A local organization affiliated with National People’s Action, a 27-year-old coalition of grassroots neighborhood groups, won a public meeting with Chicago Police Superintendent Terry Hillard in February. One of the assumptions behind the meeting was that if the superintendent himself agreed to the group’s demands, residents of the group’s turf would get an improvement in area policing standards almost immediately.
NPA groups made the same assumption, that power lies at the top, when they began a three-year campaign to win jobs for neighborhood residents from Marriott, a publicly-held conglomerate that owns and runs hotels, food and janitorial services, and other hospitality-related businesses worldwide. Marriott became a target when community groups and the National Training and Information Center (NTIC), a resource center for neighborhood groups affiliated with NPA, struggled to deal with neighborhood residents’ need for employment. But at Marriott, as community groups learned during the campaign, power turned out to be spread through the corporate structure.
Although Marriott officials said from the beginning they were open to working with the community, when about 1,000 leaders of neighborhood groups showed up at Marriott corporate headquarters in Bethesda, Maryland, on a Monday in April 1996, as part of the 25th national NPA conference, they met only with Joe Ryan, Marriott’s general counsel. Ryan told them, “There’s nobody here but me. If that’s not good enough, pick Lockheed Martin [as a target].” NPA has a tradition of visiting powerful people at their homes and offices to demand meetings after politer tactics fail. One day earlier, the same group had visited the mansion of Richard Marriott, one of the two brothers at the top of the Marriott chain. Mrs. Marriott answered the door, said her husband was away and no, she would not accept a letter from the group to pass on to her husband.
Learning From Mistakes
Ryan did agree to a series of initial meetings between Marriott and neighborhood groups in the summer and fall of 1996, but hopes of hammering out the rules for a new partnership in just a few negotiating sessions were quickly dashed.
Demands that had sounded good on paper proved unworkable. For example, Iowa Citizens for Community Improvement, a statewide organization that includes hog farmers, wanted Marriott to agree to buy bacon and other pork products from family farmers. But there was no easy way to set up a delivery system to make it happen. Groups like Iowa CCI dropped out of the Marriott campaign as it became clear that it was not in their self-interest.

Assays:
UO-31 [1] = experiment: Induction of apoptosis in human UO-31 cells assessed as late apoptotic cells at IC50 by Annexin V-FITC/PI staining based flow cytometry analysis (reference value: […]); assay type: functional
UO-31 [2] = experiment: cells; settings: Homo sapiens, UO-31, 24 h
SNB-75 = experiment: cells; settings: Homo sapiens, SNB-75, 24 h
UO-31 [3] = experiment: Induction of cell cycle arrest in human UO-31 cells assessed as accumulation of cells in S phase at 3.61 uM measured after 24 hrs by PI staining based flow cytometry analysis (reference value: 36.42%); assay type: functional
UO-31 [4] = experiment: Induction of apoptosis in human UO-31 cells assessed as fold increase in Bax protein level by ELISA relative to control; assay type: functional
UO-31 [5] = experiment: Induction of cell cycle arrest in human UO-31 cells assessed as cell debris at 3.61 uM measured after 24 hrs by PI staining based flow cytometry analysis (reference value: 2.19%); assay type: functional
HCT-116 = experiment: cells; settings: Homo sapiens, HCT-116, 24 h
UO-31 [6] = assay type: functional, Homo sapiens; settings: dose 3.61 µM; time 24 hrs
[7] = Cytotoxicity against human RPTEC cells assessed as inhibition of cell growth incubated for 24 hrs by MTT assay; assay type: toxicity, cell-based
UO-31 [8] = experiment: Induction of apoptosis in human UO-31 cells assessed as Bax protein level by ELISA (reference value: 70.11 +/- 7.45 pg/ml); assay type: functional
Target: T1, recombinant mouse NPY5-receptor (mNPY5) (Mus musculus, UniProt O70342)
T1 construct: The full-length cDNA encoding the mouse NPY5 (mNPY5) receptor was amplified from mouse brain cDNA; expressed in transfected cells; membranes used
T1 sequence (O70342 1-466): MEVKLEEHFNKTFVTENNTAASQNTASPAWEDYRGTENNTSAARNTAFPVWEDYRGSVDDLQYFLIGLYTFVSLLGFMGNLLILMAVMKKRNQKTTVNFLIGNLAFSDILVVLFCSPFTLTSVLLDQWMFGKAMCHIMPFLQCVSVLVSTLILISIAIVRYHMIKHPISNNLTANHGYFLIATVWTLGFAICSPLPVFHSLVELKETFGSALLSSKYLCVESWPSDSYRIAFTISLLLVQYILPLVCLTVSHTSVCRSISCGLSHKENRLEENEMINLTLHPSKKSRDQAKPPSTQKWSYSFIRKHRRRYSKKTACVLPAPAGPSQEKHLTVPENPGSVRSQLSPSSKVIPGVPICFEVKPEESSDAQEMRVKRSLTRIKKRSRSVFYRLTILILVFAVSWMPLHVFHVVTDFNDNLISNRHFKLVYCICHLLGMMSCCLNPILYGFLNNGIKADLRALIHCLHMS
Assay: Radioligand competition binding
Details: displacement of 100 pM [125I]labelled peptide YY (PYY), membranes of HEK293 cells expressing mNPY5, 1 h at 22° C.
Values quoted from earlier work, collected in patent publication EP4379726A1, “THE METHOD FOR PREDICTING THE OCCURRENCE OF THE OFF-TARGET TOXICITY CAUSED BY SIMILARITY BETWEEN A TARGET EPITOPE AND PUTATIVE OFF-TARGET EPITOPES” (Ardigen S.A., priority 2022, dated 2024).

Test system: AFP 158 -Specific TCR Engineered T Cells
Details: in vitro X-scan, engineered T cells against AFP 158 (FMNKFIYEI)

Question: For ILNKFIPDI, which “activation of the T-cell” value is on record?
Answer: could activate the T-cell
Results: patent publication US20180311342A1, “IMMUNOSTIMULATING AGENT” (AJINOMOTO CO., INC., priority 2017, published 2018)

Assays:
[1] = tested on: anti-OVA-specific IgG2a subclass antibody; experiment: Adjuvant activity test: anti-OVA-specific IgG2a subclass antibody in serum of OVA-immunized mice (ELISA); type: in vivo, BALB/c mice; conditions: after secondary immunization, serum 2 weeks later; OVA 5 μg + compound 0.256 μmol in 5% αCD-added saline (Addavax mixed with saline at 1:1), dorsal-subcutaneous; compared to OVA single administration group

Eight months after the April 1996 direct action campaign, John Musick, then director of Michigan Organizing Project, one of the key organizations on the jobs campaign, wrote up his reflections on the Marriott campaign.
“I think the fundamental reason [we didn’t really win anything at the first negotiating session] is that we went in not understanding how Marriott works or what they were capable of delivering…. Marriott is almost more of a coalition than it is a monolithic corporation. In other words, they are a collection of fairly independent entities tied together by some common economic interest, but capable and desirous of doing their own thing.”
Many of the Marriott subsidiaries in community groups’ neighborhoods, such as in Cincinnati, were actually franchised hotel properties over which the conglomerate exercised limited control. Even more confusing were the legion of service businesses Marriott operates. For example, many corporations and schools use what is now called Sodexho-Marriott services. Marriott even has regional coalition-style federations of its subsidiaries, called Marriott Business Councils, which meet regularly to discuss common issues of concern.
All these entities needed workers, but how to get the jobs for low-income community residents was difficult to figure out. The low point of the organizing campaign came when Marriott held a job fair in Chicago in 1997. Neighborhood groups, encouraged by Marriott officials’ statements that the company “hires for attitude, then trains for skills” turned out several thousand people for the fair, which appeared to result in few actual hires, as Marriott was unprepared for the large turn out.